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FILMS / REVIEWS France / Switzerland

Review: Far From You I Grew


- Marie Dumora continues her exploration of a fascinating film terrain with her 5th documentary in almost 20 years, focused on one same family, which has been awarded Cannes’ ACID selection label

Review: Far From You I Grew

In 2001, Marie Dumora unveiled her debut feature film Avec ou sans toi, a year-long immersion into a children’s home which centred on four children who’d been placed there, including Belinda and Sabrina, two sisters aged 11 and 9 years old. In 2004, by way of Emmenez-moi, the director took an interest in a boyfriend of Belinda’s, before once again hooking up with Sabrina, who had become a young mum at the age of 15, in 2010’s Je voudrais aimer personne. And then in 2018, she retraced three stages in the younger sister’s existence (occurring at 9, 16 and 23 years of age) in Belinda [+see also:
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. It’s a fascinating Boyhood-style documentary about a Yemeni family from the east of France, both novel-like and terribly realistic in its depiction of the near impossibility of escaping the vice-like grip of social determinism and marginalisation, which is continuing and deepening its exploration by way of Far From You I Grew, a film screened in a world premiere in Paris last weekend at the Louxor cinema, as part of ACID’s "Cannes Outside the Walls" line-up (read our news).

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This time round, the main protagonist is Nicolas, Sabrina’s son, a 13-year-old teenager who was removed from his mother and placed in a children’s home in his infancy and whom we discover in the film’s prologue, in a pushchair at his christening, in footage taken from Je voudrais aimer personne. In Schirmeck La Broque, in the Bas-Rhin department nestled in the heart of the Bruche Valley, this young man’s life is split between daily life at the home (his relationship with his youth workers, his school results, trips to the forest with his friend Saef – a Tunisian migrant who crossed the Mediterranean alone -, outings to the lake or to watch motor races, his long-distance crush, occasional attempts to run away, etc.) and regular meetings with his mum and two (soon to be three) half-sisters, as Sabrina has started a new life with a scrap merchant. Indeed, a complex decision looms on the horizon for this teen who’s averse to hurting anyone (at an age where questions and uncertainties already naturally abound): should he return home to live with a family that he has been separated from for 12 years?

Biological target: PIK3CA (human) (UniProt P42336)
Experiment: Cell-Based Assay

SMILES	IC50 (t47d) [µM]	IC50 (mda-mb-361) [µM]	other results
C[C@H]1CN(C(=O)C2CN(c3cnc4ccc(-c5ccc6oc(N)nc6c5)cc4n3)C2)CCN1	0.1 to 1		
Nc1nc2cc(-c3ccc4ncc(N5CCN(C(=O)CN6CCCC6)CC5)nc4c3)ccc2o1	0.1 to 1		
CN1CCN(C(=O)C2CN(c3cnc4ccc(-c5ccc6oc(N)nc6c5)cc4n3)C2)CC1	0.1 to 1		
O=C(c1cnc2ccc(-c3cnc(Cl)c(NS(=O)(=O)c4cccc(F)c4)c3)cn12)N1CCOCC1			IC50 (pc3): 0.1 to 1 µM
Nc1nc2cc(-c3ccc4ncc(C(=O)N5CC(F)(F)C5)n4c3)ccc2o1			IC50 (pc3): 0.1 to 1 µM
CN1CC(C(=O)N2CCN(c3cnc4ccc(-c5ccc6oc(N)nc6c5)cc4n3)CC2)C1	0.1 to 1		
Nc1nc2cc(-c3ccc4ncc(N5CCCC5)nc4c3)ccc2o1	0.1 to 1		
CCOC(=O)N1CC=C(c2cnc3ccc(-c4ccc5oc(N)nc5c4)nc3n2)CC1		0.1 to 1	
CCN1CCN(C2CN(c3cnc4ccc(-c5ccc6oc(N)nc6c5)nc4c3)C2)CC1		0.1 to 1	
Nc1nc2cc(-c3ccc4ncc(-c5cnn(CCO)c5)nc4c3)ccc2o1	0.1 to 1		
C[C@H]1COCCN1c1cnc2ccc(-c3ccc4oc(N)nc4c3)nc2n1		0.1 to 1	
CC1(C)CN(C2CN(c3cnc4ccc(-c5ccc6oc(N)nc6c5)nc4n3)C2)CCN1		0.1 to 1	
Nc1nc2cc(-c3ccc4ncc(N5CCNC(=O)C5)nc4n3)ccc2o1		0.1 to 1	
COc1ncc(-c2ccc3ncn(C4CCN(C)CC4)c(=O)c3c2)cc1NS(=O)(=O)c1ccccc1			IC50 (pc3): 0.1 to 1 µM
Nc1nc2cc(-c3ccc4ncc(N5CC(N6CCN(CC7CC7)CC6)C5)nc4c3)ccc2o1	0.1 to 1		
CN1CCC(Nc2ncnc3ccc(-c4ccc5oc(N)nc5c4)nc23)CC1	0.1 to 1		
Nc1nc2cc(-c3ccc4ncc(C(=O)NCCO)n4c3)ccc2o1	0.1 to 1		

A filmmaker of all things intimate, Marie Dumora excels in the art of allowing sequences to play out. Brushstroke by brushstroke, the overall portrait comes together, revolving around the emotional bond between a son and his mother, synonymous with familial and sociological baggage ("we haven’t done much with our lives", Sabrina confesses to Nicolas). It’s a burden which the director subtly lightens by never judging her characters, but instead observing them attentively with tenderness and without manipulating emotions. It’s a humble approach which overflows with humanity, confirms her perfect mastery of the form (Dumora frames the scenes – very well - herself and knows how to adjust the music where required) and results in a moving film and a welcome, further episode in a fascinating documentary saga that’s hard-hitting yet gentle, much like the song the recomposed family listens to: "ne regrette rien car tu le sais bien que dans une vie, il y a des soucis. J’ai l’espoir qu’un jour, la roue tournera" (litt. "don’t regret anything because you know that every life has its problems. I live in hope that things will turn around").

Produced by Les Films du Bélier and co-produced by Swiss firm Akka Films and French groups Studio Orlando, Digital District, Quark Productions and Gloria Films, Far From You I Grew will be released in France by Epicentre Films and is sold worldwide by English outfit Taskovski Films.

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(Translated from French)

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